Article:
|This is the first Excel to be part of Office XP. The long list of added features didn’t add a lot of value to the average user. One of the most significant features was the new function that allows you to recover your work should Excel crash. This version also features a handy little thing called product activation technology (also known as copy protection), which means that only one computer can use one copy of the software. You should consider the ramifications of this before deciding whether to upgrade.
|Microsoft Office Excel 2003
|New features included in this version were improved support for XML, a new “list range” feature, Smart Tag enhancements, and corrected statistical functions. Most users will not find the data-related upgrade worthwhile.
|Microsoft Office Excel 2007
|This Windows version marked some major changes to Excel. These were the introduction of the Ribbon interface, along with changing the file format from .xls to the now familiar .xlsx and .xlsm. This change brought better security to Excel (remember the macro virus problems in earlier versions?) and allowed for more row data storage (over 1 million). Charting features were also greatly improved. A sad part of the update was the removal of Clippy from Microsoft Excel, to the joy of some and woe of others.
|Microsoft Office Excel 2010
|New features in this Excel version included sparkline graphics, pivot table slicers, an updated Solver, and a 64-bit version. You may wonder why Microsoft decided to skip version 13 and go directly with 14 – this is because 13 is considered an unlucky number.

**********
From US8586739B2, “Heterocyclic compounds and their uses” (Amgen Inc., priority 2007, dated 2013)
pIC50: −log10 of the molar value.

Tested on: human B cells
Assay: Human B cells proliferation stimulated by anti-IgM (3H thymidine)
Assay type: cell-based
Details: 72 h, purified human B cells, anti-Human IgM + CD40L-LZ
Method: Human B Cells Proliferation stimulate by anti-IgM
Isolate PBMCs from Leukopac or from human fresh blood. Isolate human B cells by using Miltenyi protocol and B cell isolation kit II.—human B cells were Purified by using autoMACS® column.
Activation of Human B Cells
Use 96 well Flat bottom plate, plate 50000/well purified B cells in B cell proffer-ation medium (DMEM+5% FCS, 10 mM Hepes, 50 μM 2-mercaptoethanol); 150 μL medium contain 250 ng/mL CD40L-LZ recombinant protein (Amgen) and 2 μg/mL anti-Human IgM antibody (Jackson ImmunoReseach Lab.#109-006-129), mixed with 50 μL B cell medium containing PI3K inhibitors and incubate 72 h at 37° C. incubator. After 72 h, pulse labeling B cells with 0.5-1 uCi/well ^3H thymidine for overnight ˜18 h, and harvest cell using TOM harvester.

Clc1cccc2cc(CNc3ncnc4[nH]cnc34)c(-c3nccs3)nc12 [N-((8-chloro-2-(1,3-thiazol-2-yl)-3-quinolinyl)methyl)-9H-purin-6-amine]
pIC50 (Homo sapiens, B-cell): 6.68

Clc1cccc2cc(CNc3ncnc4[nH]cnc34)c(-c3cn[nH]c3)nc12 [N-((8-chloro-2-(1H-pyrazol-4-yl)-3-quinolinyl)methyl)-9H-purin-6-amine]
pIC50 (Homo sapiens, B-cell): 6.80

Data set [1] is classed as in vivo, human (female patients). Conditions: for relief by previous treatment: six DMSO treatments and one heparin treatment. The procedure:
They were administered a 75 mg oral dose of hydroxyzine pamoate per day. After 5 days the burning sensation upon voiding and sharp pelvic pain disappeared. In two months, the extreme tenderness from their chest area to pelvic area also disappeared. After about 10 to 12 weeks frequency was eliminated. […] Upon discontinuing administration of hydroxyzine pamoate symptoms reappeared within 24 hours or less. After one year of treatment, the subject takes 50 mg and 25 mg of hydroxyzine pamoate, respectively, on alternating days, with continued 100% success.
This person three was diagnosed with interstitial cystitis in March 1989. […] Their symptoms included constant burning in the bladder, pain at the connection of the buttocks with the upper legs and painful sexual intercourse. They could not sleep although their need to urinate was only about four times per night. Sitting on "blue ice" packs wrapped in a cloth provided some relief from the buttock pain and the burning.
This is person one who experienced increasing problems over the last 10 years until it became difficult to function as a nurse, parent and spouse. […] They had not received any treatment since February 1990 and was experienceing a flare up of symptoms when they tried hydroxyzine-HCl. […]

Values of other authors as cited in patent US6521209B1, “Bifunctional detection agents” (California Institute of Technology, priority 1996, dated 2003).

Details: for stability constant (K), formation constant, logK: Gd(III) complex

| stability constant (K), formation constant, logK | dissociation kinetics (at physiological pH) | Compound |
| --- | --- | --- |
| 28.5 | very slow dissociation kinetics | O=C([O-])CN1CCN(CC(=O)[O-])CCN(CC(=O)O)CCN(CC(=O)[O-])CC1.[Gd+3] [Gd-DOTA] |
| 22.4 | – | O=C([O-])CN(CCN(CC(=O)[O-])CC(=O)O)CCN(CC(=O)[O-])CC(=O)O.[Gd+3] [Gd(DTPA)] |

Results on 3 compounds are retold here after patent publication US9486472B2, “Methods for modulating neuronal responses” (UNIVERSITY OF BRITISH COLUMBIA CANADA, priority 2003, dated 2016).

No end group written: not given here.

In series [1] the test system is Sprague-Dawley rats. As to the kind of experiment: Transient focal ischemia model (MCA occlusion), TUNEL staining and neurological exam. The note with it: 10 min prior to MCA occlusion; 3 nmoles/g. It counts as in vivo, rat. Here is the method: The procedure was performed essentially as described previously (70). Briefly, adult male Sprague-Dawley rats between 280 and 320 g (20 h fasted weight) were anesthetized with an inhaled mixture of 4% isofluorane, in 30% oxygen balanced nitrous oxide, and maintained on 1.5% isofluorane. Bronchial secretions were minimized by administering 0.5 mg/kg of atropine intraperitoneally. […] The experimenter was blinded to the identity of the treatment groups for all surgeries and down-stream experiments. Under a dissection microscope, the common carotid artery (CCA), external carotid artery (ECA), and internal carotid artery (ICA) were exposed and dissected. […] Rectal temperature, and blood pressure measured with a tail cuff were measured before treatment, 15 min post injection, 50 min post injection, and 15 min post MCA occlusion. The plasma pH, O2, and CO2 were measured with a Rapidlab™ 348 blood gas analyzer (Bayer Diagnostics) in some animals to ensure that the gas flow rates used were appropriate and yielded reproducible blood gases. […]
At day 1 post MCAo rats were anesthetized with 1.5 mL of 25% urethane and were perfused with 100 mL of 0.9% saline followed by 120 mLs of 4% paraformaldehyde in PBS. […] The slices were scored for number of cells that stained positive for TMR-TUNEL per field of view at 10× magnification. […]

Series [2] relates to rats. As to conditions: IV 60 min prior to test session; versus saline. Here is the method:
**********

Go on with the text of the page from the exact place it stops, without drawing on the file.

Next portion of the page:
|Microsoft Excel 2013
|This version marked the arrival of over 50 new functions, as well as the newly introduced single-document interface, recommended charts and pivot tables, and new charting enhancements.
|Microsoft Excel 2016
|Despite being different versions of the software, from this moment on Excel for Mac and Windows have gone under the same name. In case you also have an Office 365 subscription, special Internet updates are available for your Excel, which can significantly change your user experience. Older versions and retail bought ones thus are faced with a disadvantage. Here are some of the newly added features in this version – histograms (to visualize frequency in data), Pareto charts (showing data trends), and PowerPivot, which allows for the import of higher levels of data and comes with its own language.
|Microsoft Excel 2019
|This is the latest version of Microsoft Excel as of this time. It, of course, has all the features earlier versions of Excel do, and more. One of the more prominent new incorporations are the new charts, which give a new twist to data presentation. Map charts and funnel charts are just some of the new data presentation charts which make your data look nice and neat. You also have the opportunity to include 3D visuals in your workbooks.
If you have an earlier version of Excel, it will still work, and newer files will likely open, using the compatibility mode.
Keep in mind that the older versions have significantly fewer features, which is understandable if you have followed the table closely. Some of them might not be compatible with newer operating systems, however it might be helpful to test different versions out and see how the same file looks in each of them.